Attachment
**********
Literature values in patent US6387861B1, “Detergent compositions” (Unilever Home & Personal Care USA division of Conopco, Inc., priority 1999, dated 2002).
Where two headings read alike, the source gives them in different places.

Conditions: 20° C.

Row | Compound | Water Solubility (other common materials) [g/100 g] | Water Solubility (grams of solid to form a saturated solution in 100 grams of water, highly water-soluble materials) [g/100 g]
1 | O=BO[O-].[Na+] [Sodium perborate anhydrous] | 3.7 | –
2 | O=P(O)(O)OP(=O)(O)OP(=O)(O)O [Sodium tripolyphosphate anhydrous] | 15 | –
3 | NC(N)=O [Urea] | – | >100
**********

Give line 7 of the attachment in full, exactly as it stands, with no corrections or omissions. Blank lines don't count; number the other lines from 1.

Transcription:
3 | NC(N)=O [Urea] | – | >100